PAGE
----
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Baltimore County Department of Education v. Henry A. Knott Inc.

Decided: April 14, 1964.


Appeal from the Circuit Court for Baltimore County; Berry, J.

Brune, C. J., and Henderson, Prescott, Horney and Marbury, JJ. Prescott, J., delivered the opinion of the Court.


The trial judge found that appellant's suit had not been brought within the time permitted by Code (1963 Cum. Supp.), Article 90, Section 11, and entered judgment in favor of the appellee (defendant below) for costs.

Appellant raised several questions in its brief, but has abandoned all except one: "Upon a showing by the appellant that on the specifications final payment to the contractor shall be due within thirty days after final satisfactory completion of work has been certified by the architect and upon further proof that the architect's final certificate issued December 20, 1961, is the legal effect thereof that final acceptance occurred on December 20, 1961, and that therefore suit was filed timely under the limitation period of the statute, suit having been instituted on December 4, 1962?"

The appeal was submitted on an agreed statement of facts, pertinent portions of which follow:

"About January 12, 1960, Henry A. Knott, Inc., Appellee, was awarded a contract by the Baltimore County Department of Education for the erection of a junior high school in the amount of $2,118,312. The Knott Company subcontracted the mechanical work to the Kasten Engineering Company and the Kasten Engineering Company in turn sub-subcontracted the insulation phase of its contract to Reid Hayden, Inc., Appellant.

"Article 90, Section 11 of the Annotated Code of Maryland requires that the contractor on a Department of Education contract furnish a labor and material payment bond and the pertinent restriction applicable to a bond to be furnished under subsection 'd' of the Act is as follows:

'No suit shall be commenced after the term of one (1) year after date of final acceptance of the work performed under the contract.'

"Suit was filed by the Appellant on December 4, 1962. Appellee contends that the building was accepted on July 14, 1961, and that action under the bond was brought too late. Appellant contends that architect's certificate of payment was dated December 20, 1961 (although it covered work up to December 1, 1961) and that work actually continued on the job as late as February, 1962, and that consequently the action was filed timely. Reid Hayden, Inc. completed its work during the summer of 1961 and during the last week of October, 1961, was called back to the job site by Kasten to do corrective work. It was agreed that timely notification was sent (90 days as provided by the Act) by Reid Hayden to the Knott Company of the nonpayment of $2,370 still owed by Kasten to Reid Hayden, the amount for which this suit was brought.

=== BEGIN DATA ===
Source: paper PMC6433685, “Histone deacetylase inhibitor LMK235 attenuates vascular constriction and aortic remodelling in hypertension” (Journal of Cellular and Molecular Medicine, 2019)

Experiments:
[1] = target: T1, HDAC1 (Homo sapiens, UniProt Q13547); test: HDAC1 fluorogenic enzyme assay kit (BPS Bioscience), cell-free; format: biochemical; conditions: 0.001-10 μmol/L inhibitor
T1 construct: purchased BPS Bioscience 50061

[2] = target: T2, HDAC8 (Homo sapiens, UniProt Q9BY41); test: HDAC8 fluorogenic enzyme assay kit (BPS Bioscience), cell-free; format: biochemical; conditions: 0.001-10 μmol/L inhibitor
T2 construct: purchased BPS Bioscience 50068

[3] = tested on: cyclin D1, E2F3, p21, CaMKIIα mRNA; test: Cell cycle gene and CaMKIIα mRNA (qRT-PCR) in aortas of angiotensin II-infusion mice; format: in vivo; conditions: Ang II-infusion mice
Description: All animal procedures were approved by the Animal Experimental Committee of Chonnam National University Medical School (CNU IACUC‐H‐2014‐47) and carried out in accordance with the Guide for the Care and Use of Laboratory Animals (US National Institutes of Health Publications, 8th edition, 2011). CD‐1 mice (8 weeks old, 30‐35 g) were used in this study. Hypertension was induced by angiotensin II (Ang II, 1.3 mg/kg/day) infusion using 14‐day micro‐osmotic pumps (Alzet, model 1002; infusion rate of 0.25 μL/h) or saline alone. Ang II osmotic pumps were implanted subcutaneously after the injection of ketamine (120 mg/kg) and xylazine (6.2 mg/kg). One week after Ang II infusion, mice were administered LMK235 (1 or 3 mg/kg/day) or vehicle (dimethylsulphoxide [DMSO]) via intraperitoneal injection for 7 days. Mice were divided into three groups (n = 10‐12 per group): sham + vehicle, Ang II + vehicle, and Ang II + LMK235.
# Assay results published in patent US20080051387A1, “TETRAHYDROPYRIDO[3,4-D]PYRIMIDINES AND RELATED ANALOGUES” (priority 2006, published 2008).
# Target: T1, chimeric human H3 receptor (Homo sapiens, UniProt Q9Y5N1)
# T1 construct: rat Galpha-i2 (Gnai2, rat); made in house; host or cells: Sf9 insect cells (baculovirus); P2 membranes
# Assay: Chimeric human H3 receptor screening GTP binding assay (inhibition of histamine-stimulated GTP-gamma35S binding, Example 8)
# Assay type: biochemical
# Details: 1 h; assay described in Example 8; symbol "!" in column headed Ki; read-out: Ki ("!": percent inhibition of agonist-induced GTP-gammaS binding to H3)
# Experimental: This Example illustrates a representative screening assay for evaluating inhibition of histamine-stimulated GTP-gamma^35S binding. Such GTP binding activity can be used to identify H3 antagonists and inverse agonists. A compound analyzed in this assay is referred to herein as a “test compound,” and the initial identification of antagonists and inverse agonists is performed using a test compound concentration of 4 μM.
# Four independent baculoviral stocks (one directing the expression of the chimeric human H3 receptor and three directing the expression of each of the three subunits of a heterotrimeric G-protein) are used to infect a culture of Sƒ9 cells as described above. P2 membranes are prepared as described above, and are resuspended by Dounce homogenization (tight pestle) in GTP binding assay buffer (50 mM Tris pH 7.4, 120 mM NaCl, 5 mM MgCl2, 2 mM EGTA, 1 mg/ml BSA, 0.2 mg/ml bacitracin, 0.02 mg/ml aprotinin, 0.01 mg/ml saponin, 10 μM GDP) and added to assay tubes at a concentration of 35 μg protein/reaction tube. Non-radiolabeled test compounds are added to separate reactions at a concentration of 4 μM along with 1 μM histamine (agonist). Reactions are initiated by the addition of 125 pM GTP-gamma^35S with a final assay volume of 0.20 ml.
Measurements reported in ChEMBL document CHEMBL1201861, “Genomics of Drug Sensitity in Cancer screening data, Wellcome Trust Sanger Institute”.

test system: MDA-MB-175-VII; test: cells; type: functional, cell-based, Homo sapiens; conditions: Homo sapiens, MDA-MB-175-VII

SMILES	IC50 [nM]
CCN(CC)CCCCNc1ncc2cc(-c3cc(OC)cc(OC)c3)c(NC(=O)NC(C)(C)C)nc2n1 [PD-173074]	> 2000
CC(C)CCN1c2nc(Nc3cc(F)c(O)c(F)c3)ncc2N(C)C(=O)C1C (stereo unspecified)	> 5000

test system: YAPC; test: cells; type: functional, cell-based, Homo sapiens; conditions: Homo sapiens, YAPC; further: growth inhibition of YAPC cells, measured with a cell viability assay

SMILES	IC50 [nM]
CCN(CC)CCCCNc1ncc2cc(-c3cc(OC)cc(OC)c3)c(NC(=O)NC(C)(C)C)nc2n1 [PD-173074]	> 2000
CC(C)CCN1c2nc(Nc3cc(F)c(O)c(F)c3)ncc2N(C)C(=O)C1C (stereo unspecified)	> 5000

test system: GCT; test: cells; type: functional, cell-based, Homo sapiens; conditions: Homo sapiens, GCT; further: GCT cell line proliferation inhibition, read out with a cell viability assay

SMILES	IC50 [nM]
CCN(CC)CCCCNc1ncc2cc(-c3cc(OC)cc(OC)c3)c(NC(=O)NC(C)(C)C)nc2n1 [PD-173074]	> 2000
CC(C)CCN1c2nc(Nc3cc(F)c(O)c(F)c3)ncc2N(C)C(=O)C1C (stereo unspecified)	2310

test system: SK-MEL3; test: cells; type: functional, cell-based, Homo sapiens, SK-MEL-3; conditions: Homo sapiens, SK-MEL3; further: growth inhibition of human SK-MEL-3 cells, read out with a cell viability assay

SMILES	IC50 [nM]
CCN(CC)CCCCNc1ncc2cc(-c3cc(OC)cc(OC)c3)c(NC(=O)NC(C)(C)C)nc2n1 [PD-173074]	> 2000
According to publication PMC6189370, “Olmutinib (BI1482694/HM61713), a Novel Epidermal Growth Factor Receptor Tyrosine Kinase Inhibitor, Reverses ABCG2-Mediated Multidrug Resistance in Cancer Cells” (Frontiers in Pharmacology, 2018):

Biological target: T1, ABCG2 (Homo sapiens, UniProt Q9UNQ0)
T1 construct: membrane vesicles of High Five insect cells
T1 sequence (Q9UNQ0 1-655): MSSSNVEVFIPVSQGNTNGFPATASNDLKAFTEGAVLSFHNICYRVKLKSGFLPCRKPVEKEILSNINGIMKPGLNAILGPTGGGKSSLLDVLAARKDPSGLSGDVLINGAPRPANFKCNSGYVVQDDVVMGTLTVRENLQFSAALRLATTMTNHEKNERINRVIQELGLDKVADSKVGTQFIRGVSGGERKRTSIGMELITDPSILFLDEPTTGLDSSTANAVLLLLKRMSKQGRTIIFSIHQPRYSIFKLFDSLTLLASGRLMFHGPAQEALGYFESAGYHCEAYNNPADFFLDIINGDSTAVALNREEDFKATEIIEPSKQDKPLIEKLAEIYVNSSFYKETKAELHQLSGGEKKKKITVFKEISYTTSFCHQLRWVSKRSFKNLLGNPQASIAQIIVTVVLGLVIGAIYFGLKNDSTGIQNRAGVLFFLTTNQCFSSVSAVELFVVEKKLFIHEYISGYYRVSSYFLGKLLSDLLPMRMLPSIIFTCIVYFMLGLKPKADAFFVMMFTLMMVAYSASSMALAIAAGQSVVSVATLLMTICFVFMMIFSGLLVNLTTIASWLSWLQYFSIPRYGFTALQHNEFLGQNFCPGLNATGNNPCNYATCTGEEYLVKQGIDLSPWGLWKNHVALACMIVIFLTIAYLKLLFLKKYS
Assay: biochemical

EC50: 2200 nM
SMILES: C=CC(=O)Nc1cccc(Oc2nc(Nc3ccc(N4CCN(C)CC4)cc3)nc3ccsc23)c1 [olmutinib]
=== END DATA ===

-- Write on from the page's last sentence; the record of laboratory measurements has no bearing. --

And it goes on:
"Kasten got into financial difficulties and was unable to complete all the work required of it under the contract. The Knott Company consequently employed C. George Mills, another mechanical contractor, to complete on behalf of Kasten what is known as a 'punch list.' The County Engineer approved Mills as a subcontractor on October 17, 1961. A punch list is a list of uncompleted items or defectively finished items which is prepared by the supervising engineer or architect and sent to the contractor in the final stages of the job.

"The records of the Mills Company indicated that they began work at the Loch Raven School on October 10, 1961, and they rendered a bill to Knott for work from October through February, 1962, for labor and materials in the amount of $1,969.28, and that they did some minor work in March, May and August of 1962 with bill totaling over $200.

"Morris R. Baker, Construction Engineer for the Board of Education of Baltimore County, testified that a letter was written on July 14, 1961, to the Principal of the newly constructed school stating that final acceptance of the job was made on that date, and that the school was under the usual guarantee period

of one year from that date. Mr. Baker stated that this date was agreed upon by the architect, the general contractor and Mr. Baker, on behalf of the Board of Education. At that time the sum of $152,744 was paid to Henry A. Knott, Inc., the general contractor. Mr. Baker further testified that Article 5 of the Specifications read as follows: 'Final payment shall be due thirty (30) days after work fully completed and contract fully performed.' In compliance with that section on August 8, 1961, Mr. Baker authorized a payment of $99,278 to Henry A. Knott, Inc. From the total contract figure of $2,118,312 this left a balance due to Henry A. Knott, Inc. as of August 8, 1961, of $23,000. Mr. Baker testified that it is customary to have an oral agreement to hold back a minor sum, of what would otherwise be the final payment, until miscellaneous items are cleared up. That there was such an oral agreement with Henry A. Knott, Inc. in this case ...

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